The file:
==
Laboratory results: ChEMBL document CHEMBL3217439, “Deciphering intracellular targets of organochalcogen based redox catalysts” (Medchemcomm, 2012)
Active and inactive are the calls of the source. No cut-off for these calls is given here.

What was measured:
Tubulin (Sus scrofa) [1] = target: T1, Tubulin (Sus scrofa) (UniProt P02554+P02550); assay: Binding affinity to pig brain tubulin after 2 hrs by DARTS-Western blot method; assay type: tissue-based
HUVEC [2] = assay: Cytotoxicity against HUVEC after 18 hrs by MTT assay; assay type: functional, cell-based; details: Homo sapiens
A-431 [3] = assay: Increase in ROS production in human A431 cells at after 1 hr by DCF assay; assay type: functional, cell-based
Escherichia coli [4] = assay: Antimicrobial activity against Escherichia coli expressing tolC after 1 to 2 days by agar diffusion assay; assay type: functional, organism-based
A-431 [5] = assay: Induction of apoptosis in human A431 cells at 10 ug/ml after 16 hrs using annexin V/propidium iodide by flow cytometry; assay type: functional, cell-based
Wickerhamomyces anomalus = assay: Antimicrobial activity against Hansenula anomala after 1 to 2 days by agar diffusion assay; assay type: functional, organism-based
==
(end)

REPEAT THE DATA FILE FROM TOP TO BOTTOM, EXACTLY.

Laboratory results: ChEMBL document CHEMBL3217439, “Deciphering intracellular targets of organochalcogen based redox catalysts” (Medchemcomm, 2012)
Active and inactive are the calls of the source. No cut-off for these calls is given here.

What was measured:
Tubulin (Sus scrofa) [1] = target: T1, Tubulin (Sus scrofa) (UniProt P02554+P02550); assay: Binding affinity to pig brain tubulin after 2 hrs by DARTS-Western blot method; assay type: tissue-based
HUVEC [2] = assay: Cytotoxicity against HUVEC after 18 hrs by MTT assay; assay type: functional, cell-based; details: Homo sapiens
A-431 [3] = assay: Increase in ROS production in human A431 cells at after 1 hr by DCF assay; assay type: functional, cell-based
Escherichia coli [4] = assay: Antimicrobial activity against Escherichia coli expressing tolC after 1 to 2 days by agar diffusion assay; assay type: functional, organism-based
A-431 [5] = assay: Induction of apoptosis in human A431 cells at 10 ug/ml after 16 hrs using annexin V/propidium iodide by flow cytometry; assay type: functional, cell-based
Wickerhamomyces anomalus = assay: Antimicrobial activity against Hansenula anomala after 1 to 2 days by agar diffusion assay; assay type: functional, organism-based